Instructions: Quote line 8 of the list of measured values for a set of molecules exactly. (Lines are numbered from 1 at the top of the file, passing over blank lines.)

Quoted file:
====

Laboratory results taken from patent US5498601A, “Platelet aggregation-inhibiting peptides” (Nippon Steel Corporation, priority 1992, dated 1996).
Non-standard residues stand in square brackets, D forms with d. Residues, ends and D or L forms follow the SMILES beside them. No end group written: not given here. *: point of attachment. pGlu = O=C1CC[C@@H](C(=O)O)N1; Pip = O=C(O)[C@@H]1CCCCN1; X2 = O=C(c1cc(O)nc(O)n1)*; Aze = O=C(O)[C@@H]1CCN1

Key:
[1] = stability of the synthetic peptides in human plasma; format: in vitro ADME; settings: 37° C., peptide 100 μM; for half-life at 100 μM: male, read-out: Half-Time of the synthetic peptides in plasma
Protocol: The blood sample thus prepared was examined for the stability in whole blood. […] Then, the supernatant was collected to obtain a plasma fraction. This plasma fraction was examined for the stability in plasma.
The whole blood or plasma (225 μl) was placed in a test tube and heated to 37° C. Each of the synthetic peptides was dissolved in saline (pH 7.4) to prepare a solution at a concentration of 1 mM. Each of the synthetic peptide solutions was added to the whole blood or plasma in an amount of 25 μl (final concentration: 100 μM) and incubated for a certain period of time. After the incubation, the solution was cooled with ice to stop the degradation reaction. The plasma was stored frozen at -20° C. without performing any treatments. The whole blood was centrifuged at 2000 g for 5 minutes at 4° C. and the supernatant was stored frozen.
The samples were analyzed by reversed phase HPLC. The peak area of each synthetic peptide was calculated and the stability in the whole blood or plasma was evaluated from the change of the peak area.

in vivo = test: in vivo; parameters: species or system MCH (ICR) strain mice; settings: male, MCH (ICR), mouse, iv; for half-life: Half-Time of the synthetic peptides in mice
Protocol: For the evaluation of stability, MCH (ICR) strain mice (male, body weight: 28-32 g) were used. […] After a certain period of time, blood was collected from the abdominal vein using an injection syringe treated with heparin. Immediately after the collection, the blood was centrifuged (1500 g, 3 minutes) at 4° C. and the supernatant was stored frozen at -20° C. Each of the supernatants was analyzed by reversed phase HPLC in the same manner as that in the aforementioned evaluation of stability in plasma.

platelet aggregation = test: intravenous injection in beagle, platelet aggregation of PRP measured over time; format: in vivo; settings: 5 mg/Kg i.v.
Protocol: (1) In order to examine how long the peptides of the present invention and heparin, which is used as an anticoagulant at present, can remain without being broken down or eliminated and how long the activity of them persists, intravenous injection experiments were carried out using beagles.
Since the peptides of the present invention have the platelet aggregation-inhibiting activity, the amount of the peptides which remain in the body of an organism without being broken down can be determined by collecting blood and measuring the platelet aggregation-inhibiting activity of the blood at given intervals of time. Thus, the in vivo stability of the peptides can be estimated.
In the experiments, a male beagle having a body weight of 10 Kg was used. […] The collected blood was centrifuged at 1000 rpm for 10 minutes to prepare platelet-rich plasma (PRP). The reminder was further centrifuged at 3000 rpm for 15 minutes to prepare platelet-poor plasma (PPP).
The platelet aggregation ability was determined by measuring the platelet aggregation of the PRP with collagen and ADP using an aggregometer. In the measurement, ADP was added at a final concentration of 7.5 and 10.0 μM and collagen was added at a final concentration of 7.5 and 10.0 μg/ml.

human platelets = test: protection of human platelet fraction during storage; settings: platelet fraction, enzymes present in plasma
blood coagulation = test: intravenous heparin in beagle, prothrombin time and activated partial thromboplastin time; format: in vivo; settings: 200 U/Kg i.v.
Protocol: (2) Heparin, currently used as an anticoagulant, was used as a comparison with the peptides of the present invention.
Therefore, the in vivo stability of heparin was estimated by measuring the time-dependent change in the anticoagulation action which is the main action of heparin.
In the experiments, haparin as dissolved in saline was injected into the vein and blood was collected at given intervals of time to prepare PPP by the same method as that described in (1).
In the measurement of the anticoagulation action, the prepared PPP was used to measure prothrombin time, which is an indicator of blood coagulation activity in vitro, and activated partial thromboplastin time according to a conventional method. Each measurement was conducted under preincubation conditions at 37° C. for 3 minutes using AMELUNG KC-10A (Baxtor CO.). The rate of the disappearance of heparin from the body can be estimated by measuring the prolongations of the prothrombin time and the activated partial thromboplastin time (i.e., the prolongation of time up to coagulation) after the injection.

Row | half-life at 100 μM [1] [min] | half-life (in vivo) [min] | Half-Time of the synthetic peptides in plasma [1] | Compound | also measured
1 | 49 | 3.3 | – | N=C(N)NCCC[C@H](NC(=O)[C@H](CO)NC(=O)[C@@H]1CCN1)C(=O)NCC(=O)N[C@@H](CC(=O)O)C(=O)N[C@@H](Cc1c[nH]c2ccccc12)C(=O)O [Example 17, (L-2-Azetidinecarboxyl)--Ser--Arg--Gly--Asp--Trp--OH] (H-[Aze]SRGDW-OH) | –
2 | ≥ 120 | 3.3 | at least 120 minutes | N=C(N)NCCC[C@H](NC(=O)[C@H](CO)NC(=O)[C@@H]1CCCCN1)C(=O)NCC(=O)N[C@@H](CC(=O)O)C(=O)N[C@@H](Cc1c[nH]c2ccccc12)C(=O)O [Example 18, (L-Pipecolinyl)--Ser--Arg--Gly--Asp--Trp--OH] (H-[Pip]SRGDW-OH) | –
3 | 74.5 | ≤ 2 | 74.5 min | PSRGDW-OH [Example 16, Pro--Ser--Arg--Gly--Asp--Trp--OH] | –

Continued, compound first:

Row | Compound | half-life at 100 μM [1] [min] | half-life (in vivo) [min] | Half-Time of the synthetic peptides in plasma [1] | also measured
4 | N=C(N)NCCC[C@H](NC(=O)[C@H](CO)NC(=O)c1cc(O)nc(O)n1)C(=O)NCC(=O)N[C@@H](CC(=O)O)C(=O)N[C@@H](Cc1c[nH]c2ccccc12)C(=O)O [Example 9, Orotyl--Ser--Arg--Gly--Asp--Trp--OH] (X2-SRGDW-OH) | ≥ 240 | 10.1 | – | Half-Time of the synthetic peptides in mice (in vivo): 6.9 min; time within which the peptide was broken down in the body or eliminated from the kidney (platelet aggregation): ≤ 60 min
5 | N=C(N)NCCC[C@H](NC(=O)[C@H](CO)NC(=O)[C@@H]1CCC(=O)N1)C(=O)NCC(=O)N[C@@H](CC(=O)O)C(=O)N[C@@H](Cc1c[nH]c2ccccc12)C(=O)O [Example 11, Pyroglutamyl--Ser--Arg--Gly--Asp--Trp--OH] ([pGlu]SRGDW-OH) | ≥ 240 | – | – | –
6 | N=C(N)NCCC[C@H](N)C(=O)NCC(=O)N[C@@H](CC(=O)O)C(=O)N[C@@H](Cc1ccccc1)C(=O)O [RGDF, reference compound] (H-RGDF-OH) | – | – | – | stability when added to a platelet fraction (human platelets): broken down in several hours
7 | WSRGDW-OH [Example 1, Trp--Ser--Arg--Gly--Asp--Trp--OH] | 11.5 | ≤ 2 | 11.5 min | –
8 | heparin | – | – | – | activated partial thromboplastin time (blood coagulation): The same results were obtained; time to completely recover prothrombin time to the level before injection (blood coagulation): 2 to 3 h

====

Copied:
in vivo = test: in vivo; parameters: species or system MCH (ICR) strain mice; settings: male, MCH (ICR), mouse, iv; for half-life: Half-Time of the synthetic peptides in mice